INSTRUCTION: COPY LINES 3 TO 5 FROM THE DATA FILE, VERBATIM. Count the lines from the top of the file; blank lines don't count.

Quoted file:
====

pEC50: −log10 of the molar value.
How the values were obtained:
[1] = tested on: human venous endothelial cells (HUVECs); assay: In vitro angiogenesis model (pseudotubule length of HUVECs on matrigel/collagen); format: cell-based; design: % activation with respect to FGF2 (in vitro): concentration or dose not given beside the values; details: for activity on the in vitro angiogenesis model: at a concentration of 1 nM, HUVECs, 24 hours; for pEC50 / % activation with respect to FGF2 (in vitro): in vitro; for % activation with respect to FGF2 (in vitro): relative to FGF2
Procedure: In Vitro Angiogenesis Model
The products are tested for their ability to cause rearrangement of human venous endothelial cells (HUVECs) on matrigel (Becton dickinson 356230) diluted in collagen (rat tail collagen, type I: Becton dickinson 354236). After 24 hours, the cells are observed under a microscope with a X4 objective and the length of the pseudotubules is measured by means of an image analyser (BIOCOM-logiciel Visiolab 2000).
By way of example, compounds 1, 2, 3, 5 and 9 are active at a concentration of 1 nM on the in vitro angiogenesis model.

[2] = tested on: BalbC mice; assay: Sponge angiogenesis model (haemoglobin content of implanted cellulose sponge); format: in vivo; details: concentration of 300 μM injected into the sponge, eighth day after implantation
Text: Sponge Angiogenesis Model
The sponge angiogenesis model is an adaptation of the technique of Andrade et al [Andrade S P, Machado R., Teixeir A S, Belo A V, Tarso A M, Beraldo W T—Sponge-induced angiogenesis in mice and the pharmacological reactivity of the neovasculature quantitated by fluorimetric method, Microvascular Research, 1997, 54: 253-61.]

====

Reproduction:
[1] = tested on: human venous endothelial cells (HUVECs); assay: In vitro angiogenesis model (pseudotubule length of HUVECs on matrigel/collagen); format: cell-based; design: % activation with respect to FGF2 (in vitro): concentration or dose not given beside the values; details: for activity on the in vitro angiogenesis model: at a concentration of 1 nM, HUVECs, 24 hours; for pEC50 / % activation with respect to FGF2 (in vitro): in vitro; for % activation with respect to FGF2 (in vitro): relative to FGF2
Procedure: In Vitro Angiogenesis Model
The products are tested for their ability to cause rearrangement of human venous endothelial cells (HUVECs) on matrigel (Becton dickinson 356230) diluted in collagen (rat tail collagen, type I: Becton dickinson 354236). After 24 hours, the cells are observed under a microscope with a X4 objective and the length of the pseudotubules is measured by means of an image analyser (BIOCOM-logiciel Visiolab 2000).